High-grade gliomas are the most common brain tumors in adults and are highly malignant. Treatment includes surgery, postoperative radiotherapy, and concomitant and adjuvant chemotherapy. Nevertheless, even receiving the same treatment, the clinical outcome of patients varies significantly. Age, 1p19q deletion status and isocitrate dehydrogenase (IDH) mutational status are of prognostic significance.[5,6]
A survival benefit for patients that developed postoperative infection in the tumor removal site has been reported.[3,4] Postoperative infection is generally considered when wound and/or bone flap infection, cerebral abscess, or meningitis, occur within 2 months from surgery. Its incidence has been reported to range between 0.75% and 2.3% for intracranial operations. De Bonis et al. studied 197 patients operated for glioblastoma and found 10 cases of postoperative bacterial infection. Patients that developed infection had a median survival of 30 months whereas patients without postoperative infection had a median survival of 15 months. The difference was statistical significant. In 5 cases there was a surgical abscess, in 3 cases abscess and wound infection and in 2 cases surgical wound and bone flap infection required surgical revision. In 6/10 cases Staphylococcus aureus was isolated. In the present study, the patient with glioblastoma had an overall survival of 42 months. In a previous study in our institute, the median survival of patients with glioblastoma was 15.5 months. Bowles et al. also reported 4 cases of malignant brain tumors with prolonged survival after postoperative infection. In those cases, Enterobacter aerogenes was isolated. The authors suggested that in addition to the bacteria direct oncolytic effect, an immune adjuvant responses to tumor suppression might play a role. Nevertheless, Bohman et al. did not find a survival advantage in 18 patients with postoperative infection after glioblastoma resection out of 382 patients included in their study.
Regarding experimental data, a recent study showed that intracerebrally implanted heat-inactivated staphylococcal epitopes mixed with 9L gliosarcoma cells in Wistar rats, resulted in significant prolong survival than controls. In one case there was complete regression of an already grown mass. William Coley, a pioneer in immunotherapy, was the first injecting a mixture of live streptococcus bacilli and subsequently heat-killed Streptococcus into tumors and managed to induce remission of inoperable sarcomas. This vaccine was also successful in cases of melanoma and lymphomas. According to Coley, the induction of fever was a key element. The inflammation cascade induced by bacteria and the presence of factors such as interferon-alpha, tumor necrosis factor-alpha, interleukin-2, have been considered as the cause of this effect. Tanaka et al. injected intratumorally an immunopotentiator, Picibanil, in 13 patients with brain tumors. Picianil was a low virulent mutant strain of Lancefield’s Type 111, Group A Streptococcus pyogenes. The results showed significant tumor regression in 6/12 patients for whom CT was performed. More recently, Jeys et al. investigated the effect of postoperative infection in patients treated for osteosarcoma, using endoprosthetic replacement and neo-adjuvant chemotherapy. The results showed that patients who developed an infection had a significantly longer survival. Furthermore, infection was an independent prognostic factor on cox regression analysis. Ruckdeschel et al. reported improved survival rates for patients who developed the empyema after lung cancer compared with noninfected patients.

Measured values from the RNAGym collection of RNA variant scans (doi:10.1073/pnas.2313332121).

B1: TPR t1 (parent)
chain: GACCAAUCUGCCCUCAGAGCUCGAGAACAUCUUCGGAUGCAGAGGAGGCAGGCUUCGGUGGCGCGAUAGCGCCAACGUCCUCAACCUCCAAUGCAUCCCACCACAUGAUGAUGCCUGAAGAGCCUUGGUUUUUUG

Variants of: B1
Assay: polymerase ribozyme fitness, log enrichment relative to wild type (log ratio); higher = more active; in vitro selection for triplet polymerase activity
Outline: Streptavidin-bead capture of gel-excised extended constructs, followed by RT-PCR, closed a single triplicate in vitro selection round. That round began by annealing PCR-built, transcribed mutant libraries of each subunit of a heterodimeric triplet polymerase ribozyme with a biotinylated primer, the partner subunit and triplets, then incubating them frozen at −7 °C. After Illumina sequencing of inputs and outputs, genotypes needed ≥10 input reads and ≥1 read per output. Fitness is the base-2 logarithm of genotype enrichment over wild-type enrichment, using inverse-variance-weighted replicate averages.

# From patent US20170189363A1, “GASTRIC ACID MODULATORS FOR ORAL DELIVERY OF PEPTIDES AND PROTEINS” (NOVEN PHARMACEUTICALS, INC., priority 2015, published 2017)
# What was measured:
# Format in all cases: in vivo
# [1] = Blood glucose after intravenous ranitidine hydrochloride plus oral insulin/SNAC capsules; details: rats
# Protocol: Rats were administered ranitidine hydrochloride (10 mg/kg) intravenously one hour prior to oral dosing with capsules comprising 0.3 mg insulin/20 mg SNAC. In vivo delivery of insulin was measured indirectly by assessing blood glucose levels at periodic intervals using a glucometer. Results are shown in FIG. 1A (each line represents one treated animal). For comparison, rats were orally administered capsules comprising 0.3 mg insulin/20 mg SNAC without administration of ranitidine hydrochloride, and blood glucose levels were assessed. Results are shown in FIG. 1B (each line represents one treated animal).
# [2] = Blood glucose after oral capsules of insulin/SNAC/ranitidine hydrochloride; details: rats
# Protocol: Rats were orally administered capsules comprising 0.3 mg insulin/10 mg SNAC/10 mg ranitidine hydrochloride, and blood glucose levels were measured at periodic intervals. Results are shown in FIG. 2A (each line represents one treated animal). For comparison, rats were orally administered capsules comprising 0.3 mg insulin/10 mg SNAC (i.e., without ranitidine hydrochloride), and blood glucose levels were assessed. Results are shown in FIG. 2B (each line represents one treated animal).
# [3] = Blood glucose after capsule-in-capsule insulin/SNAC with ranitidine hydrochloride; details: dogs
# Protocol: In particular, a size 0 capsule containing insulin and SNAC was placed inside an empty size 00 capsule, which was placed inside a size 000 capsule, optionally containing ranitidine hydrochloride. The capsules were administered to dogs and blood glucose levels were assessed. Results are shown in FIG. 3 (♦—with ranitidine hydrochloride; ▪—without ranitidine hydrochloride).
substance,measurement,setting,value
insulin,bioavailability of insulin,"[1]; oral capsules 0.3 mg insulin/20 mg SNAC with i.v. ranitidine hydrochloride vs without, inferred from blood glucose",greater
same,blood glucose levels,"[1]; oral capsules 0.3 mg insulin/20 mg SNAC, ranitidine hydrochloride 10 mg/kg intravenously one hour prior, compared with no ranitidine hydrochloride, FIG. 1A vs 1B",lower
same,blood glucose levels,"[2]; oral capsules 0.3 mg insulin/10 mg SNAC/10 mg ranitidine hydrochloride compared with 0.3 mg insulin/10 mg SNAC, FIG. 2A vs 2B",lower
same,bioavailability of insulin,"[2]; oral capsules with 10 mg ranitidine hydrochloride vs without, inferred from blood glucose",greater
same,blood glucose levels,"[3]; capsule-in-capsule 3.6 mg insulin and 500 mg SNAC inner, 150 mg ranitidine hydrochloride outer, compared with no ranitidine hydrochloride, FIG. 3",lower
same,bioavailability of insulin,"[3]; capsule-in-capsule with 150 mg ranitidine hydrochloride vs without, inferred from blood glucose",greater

In the present study, both patients were treated at recurrence with carmustine wafers that were placed around the resection cavity. Carmustine wafers have been shown to yield better survival rates of 1-2 months in primary high-grade gliomas. Thus, the prolonged survival of both patients cannot be attributed to the implanted wafers.
In conclusion, the role of infection provides a rationale for further research in cancer treatment. Certainly, there is a need for larger studies that may provide more accurate answers. This may also lead to a subgroup analysis that would better define if patients survival is influenced by bacterial strain, location of the infection or time to infection.
There are no conflicts of interest.